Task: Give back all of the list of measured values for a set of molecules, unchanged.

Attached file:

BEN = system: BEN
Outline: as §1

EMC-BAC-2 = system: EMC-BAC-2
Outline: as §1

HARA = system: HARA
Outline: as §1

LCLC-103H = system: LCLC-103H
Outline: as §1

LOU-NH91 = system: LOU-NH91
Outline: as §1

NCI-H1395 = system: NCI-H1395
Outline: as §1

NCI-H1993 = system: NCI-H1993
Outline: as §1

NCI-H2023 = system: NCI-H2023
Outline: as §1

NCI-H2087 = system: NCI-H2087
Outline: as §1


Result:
BEN = system: BEN
Outline: as §1

EMC-BAC-2 = system: EMC-BAC-2
Outline: as §1

HARA = system: HARA
Outline: as §1

LCLC-103H = system: LCLC-103H
Outline: as §1

LOU-NH91 = system: LOU-NH91
Outline: as §1

NCI-H1395 = system: NCI-H1395
Outline: as §1

NCI-H1993 = system: NCI-H1993
Outline: as §1

NCI-H2023 = system: NCI-H2023
Outline: as §1

NCI-H2087 = system: NCI-H2087
Outline: as §1